Shobhit Agarwal, MD & CEO – ANAROCK Capital said, “Gujarat has attracted over ₹65,432 crores of FDI over the last 5 years, accounting for 5% of the total investments in the country. The state’s major real estate markets are largely stable, barring a minor price correction in early 2017 due to demonetisation. Smaller-sized housing units appear to attract the maximum demand overall, though Surat is a notable exception. While there has been fairly constant housing price growth in all segments since 2016, the maximum price rise in major cities of the state has been in the mid-segment.”

 

Housing Price Trends

Dinesh J. Yadav, Chairman – CII Gujarat State Council said, “We at CII are organizing the 1st Edition of Realty & Infrastructure Conclave 2018 for developers and builders based out in Gujarat. Understanding the current scenario, there are sufficient reasons to remain bullish on Gujarat’s real estate market, not least of all the state’s brilliant macroeconomic indicators. Gujarat contributes a massive 18.4% share to India’s industrial output, and the per capita income has increased from Rs. 87,481 in 2011-12 to Rs 1,56,691 in 2017-18. This accounts for an impressive annualized growth of over 12% during the period. Gujarat currently ranks 3rd in India in terms of per capita income. This bodes very well for its real estate growth story.”

Report Highlights:

  • Gujarat has 419 industrial clusters, which employ more than 17 lakh people. South Gujarat alone has 132 clusters employing more than 10 lakh people.
  • Ahmedabad is witnessing significant infrastructure growth. The main factors fuelling growth of the city are its proximity to DMIC & GIFT City and the proposed Ahmedabad-Dholera Special Investment Region.
  • In Vadodara, smaller homes (with area less than 646 sq. ft) are witnessing maximum price appreciation. Vadodara will also gain from DMIC passing through its borders.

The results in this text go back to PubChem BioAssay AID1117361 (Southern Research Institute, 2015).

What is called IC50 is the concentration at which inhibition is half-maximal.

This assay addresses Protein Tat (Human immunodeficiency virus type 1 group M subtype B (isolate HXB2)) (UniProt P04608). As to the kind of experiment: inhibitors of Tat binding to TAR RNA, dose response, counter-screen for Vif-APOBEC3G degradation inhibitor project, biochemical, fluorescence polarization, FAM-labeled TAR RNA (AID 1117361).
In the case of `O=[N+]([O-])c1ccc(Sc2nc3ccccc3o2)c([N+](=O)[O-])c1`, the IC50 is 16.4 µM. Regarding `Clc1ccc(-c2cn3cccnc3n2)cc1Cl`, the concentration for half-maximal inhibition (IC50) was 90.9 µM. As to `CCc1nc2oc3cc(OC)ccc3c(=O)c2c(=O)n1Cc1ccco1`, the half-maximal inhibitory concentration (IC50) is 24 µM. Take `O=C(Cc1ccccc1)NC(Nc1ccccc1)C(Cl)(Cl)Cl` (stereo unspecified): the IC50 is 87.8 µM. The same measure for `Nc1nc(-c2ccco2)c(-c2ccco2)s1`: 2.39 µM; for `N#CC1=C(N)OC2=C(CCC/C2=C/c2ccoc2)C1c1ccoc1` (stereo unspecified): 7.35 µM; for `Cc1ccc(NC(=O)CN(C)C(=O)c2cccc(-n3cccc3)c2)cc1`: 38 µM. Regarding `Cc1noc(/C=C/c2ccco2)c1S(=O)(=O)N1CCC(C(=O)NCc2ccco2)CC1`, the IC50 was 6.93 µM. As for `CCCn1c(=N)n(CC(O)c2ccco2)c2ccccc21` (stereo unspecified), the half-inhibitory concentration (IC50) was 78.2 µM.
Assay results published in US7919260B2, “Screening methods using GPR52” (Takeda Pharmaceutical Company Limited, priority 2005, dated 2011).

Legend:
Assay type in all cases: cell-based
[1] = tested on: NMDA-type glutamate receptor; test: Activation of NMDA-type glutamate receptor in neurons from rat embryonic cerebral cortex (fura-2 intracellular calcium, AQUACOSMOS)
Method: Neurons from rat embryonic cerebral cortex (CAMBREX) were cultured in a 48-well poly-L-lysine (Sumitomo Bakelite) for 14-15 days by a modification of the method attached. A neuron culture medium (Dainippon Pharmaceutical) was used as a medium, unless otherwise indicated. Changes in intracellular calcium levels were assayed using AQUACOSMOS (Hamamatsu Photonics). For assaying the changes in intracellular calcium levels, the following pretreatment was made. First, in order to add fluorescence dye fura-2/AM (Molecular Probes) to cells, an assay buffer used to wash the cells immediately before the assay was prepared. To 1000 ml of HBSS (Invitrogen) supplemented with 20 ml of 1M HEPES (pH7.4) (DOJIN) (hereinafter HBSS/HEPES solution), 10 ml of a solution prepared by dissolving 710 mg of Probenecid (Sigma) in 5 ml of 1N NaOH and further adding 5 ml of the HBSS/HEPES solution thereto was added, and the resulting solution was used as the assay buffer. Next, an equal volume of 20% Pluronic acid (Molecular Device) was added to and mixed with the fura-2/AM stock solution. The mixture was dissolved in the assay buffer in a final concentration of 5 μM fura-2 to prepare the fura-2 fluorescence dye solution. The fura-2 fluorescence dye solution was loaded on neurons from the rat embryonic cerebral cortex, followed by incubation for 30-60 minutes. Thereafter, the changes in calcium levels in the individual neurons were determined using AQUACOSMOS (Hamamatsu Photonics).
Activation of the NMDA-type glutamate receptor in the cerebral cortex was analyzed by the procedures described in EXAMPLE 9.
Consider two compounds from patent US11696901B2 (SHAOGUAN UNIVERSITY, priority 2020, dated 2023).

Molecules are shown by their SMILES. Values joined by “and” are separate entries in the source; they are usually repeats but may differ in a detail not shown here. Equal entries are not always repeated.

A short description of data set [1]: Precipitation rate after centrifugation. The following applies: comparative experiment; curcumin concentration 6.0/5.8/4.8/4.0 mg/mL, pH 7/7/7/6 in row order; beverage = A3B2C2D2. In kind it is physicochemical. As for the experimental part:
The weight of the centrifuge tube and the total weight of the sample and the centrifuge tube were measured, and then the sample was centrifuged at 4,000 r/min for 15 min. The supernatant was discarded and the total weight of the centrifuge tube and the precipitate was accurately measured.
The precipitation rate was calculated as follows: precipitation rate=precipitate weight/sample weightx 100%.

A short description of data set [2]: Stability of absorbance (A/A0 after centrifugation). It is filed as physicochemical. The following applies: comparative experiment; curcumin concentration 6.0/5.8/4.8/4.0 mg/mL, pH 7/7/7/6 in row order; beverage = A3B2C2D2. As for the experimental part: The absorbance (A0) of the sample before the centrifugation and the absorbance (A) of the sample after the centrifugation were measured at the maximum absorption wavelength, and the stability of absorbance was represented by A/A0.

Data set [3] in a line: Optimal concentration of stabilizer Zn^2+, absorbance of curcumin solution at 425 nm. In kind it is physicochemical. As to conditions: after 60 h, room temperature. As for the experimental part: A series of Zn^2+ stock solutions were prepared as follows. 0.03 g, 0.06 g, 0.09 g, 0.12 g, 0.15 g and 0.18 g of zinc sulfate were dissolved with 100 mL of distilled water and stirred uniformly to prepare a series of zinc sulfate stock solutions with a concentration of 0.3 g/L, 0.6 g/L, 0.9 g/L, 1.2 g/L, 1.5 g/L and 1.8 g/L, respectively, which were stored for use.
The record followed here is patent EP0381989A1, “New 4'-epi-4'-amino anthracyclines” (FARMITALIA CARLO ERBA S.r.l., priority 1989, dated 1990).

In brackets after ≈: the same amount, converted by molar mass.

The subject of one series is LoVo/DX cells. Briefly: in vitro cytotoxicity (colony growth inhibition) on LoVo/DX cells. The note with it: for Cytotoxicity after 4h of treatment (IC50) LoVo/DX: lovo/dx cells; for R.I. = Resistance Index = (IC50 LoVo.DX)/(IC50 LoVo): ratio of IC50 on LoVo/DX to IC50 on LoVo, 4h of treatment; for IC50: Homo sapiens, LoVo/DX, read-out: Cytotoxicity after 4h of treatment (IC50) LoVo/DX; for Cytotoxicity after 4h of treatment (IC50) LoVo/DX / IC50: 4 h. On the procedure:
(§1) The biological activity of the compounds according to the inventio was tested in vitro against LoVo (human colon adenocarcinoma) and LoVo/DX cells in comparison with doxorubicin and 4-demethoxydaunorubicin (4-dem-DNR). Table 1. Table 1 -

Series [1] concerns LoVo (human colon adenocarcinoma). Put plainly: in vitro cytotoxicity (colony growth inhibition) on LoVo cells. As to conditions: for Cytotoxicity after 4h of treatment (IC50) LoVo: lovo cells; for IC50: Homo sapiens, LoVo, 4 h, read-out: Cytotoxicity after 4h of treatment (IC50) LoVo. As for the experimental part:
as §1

• Surat has seen a rapid increase in population, resulting in severe pressure on existing infrastructure and services. Nevertheless, the Diamond Research and Mercantile City (DREAM City) in Surat will fuel further residential development in and around Surat

Click here to download the report ‘Gujarat – Land of Innumerable Possibilities’

Image By Srikeit at en.wikipedia, CC BY-SA 3.0

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NBFC Crisis – Real Estate on Tenterhooks!

Shobhit Agarwal, MD & CEO – ANAROCK Capital

It may be true that ‘when the going gets tough, the tough gets going,’ but this doesn’t hold true for the Indian real estate sector currently. The ongoing NBFC crisis post IL&FS default has made things even more difficult for developers.

Post the banking system’s freeze on real estate funding due to rising non-performing assets, NBFCs and HFCs were the sole sources of funds for the cash-strapped developers. Now, however, NBFCs themselves are struggling and their loan disbursals to developers have slowed down significantly.

A source of broad-spectrum dismay and despair, the NBFC crisis needs to be resolved as soon as possible or the real estate sector’s much-anticipated recovery will be postponed by a couple of quarters more.

As a Credit Suisse report reiterates, NBFCs and housing finance companies (HFCs) have played a major role in credit supply in recent years, accounting for nearly 25-35% of the incremental overall credit.

While bank credit growth in the last two years averaged at a mere 7%, strong 20%-plus growth in NBFC credit aided overall credit expansion beyond 10%.

Free Falling

What began as a singular event with one of the biggies – IL&FS – failing to repay its commercial dues has blown up into a liquidity crisis for the entire NBFC spectrum.

As an immediate aftermath, NBFCs’ stocks went into free fall. The top 15 NBFC companies cumulatively lost over ₹75,000 Crore in just two initial trading sessions.

To say that this rattled investors would be a gross understatement, and the Government and regulators’ immediate efforts to rein in the panic failed to curb the sell-off tidal wave. Since 20 September, NBFC stocks have tumbled by more than 50% for DHFL.

The current NBFC crisis can have a cascading effect on the real estate sector’s growth forecasts, which were already nebulous on the back of the liquidity crisis created by rising defaults and non-performing assets in banks.

Deep Impact